“It’s all part of the constriction of cities,” says Garrett. “If you take away people's space, you take away their right to gather and protest.
When all of this space gets diced up, we will find that we actually have nowhere left to go, nowhere to congregate, and nowhere to protest and resist.”
Of course, public spaces aren’t without their own restrictions. “Their use has always been conditional,” Hagan says. “There is certain behaviour you have to follow, one of the most important aspects being to respect members of the public who are using it.”
However, the ability to hold local authorities to account is a significant difference between the two, Garrett points out. “How do you take a corporation to task?” he asks. “Do you sue them? How many of us can afford to do that? With local authorities, you can petition through letter-writing, campaigns and local meetings.”
For him, the key to reclaiming cities lies in acts of creative disobedience and the creation of what US anarchist Hakim Bey once called ‘Temporary Autonomous Zones’. In February 2016, for example, Garrett joined the London Space Academy at an ‘intervention’ in Potters Fields Park, a popular riverside space owned by the Kuwaiti property company More London, and governed by a series of corporate bylaws that have banned protesting and public speaking.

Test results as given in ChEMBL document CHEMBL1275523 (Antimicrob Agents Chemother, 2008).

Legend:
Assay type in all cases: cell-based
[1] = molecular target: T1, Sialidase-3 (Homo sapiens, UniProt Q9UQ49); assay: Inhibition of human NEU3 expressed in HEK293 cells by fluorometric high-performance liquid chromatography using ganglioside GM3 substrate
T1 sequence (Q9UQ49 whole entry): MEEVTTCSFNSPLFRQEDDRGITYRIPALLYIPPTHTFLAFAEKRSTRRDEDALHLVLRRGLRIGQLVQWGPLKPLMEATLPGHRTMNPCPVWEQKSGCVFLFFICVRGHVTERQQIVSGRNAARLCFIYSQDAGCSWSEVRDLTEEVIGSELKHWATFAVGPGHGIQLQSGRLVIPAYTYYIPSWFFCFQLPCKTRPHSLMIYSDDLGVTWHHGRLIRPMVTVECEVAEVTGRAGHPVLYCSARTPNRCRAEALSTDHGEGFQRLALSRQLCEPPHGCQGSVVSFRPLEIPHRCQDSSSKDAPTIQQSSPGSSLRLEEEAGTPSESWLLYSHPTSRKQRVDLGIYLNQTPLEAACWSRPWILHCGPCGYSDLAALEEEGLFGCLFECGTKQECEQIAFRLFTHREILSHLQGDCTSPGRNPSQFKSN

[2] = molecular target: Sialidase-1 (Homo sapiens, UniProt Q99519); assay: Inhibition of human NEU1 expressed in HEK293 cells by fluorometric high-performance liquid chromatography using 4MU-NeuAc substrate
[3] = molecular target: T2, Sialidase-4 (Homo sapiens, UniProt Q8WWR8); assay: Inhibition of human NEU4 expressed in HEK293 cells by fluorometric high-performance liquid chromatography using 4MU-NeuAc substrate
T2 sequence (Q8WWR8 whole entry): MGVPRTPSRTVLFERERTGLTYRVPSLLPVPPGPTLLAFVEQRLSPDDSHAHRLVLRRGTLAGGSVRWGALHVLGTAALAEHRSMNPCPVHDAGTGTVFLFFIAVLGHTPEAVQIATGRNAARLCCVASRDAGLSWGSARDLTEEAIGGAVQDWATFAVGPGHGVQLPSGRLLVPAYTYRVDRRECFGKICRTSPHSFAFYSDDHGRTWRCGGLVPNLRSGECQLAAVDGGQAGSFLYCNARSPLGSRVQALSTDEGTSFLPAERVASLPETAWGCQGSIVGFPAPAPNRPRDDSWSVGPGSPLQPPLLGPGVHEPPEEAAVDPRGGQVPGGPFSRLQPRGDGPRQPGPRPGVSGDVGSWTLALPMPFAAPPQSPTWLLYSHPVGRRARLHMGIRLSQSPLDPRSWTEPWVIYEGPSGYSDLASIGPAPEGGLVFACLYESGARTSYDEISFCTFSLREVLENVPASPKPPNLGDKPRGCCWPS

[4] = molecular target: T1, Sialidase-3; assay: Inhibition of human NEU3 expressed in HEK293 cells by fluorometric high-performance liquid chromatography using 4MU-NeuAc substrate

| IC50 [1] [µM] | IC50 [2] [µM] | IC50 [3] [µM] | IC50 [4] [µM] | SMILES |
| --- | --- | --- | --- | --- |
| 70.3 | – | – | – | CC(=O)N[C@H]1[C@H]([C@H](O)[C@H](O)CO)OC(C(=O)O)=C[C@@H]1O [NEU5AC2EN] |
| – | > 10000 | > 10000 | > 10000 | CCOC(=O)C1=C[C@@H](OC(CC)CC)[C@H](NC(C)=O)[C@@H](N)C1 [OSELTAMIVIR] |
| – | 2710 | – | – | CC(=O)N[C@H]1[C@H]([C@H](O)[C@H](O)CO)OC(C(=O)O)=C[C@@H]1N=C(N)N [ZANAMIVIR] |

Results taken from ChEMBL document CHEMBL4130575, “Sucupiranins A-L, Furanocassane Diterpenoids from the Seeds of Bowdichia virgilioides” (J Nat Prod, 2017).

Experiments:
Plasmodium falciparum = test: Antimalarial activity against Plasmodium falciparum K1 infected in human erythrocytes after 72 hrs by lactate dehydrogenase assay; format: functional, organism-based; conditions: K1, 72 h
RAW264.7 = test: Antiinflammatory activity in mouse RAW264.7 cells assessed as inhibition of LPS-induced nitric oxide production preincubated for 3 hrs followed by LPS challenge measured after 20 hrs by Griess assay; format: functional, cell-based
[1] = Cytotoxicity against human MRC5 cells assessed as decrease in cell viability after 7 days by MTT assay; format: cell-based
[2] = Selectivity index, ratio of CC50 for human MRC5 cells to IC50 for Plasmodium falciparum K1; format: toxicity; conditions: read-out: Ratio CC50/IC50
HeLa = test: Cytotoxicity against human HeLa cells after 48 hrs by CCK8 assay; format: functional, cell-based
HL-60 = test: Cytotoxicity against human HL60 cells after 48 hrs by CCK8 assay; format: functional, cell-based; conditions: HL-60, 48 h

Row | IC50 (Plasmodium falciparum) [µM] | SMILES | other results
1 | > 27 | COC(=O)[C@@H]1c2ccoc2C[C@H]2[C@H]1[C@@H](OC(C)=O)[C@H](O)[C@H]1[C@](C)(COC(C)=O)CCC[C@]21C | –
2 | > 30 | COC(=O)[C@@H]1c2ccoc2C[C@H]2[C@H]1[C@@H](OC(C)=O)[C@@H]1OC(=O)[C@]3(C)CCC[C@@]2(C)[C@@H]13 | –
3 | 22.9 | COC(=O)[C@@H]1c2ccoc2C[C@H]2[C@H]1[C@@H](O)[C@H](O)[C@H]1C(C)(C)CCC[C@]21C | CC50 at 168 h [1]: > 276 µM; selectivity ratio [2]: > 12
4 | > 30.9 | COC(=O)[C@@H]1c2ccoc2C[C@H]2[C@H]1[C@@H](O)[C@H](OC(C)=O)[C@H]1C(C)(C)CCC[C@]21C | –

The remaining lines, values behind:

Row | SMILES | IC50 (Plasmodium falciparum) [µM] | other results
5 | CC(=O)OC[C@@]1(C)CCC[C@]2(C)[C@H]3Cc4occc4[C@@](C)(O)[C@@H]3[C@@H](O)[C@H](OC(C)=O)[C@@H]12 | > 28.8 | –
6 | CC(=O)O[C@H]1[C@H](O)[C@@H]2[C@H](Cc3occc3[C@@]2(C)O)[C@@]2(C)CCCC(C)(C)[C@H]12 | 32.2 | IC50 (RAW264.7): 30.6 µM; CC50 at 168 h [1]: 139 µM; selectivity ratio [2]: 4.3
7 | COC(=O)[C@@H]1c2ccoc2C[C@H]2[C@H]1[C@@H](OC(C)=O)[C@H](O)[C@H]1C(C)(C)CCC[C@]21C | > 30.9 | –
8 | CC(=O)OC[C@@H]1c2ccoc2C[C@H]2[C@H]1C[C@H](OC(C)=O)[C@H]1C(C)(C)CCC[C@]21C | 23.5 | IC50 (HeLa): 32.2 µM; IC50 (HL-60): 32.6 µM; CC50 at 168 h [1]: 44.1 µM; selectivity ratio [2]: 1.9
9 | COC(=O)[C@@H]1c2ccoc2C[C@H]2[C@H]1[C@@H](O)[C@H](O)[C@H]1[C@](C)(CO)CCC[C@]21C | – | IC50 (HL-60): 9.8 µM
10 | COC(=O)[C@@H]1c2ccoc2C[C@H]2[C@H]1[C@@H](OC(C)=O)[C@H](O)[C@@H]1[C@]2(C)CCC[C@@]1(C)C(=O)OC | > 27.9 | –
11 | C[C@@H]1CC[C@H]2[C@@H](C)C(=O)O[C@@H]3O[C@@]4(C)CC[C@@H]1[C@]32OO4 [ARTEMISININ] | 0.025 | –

“Essentially, we organised a mass trespass,” he says. “We got a couple of hundred people and just took it over. I think going out and getting involved in these kinds of interventions – urban exploration, graffiti, parkour, occupations of space, rogue picnics – is important. The more we do it, the harder it is to stop them from happening because it just becomes a normal part of the social and cultural practice of the city.”
When it comes to architects, taking on the status quo isn’t so easy, though. “They are very limited in what they can do,” Hagan argues. “Anything that requires a large amount of construction requires a large amount of capital and, unless they are architect-developers, they don't have access to that capital – they don't call the shots.”
Defending the public realm
There are certain things that architects can actively push back against, however, according to Garrett. “When an architect is handed a brief saying ‘we want you to create a space that keeps people moving’, they should resist. They should make the case that if people want businesses in their space to make money, then people should be allowed to linger. They should also stop engineering park benches so that people can't lie down on them. They should design cities that people actually want to live in.”
Architects searching for inspiration in designing these kinds of spaces could do worse than to look back to the 1950s, where, for a good few decades after the war, local authority architecture and urban planning departments were brimming with talent, energy and a genuine desire to change society.“Architects should be defenders of the public realm,” says Hagan. “They should take it upon themselves to represent the public in the production of public spaces. This was true in the 20th century, when the state was paying for these spaces, and it needs to be true again now.”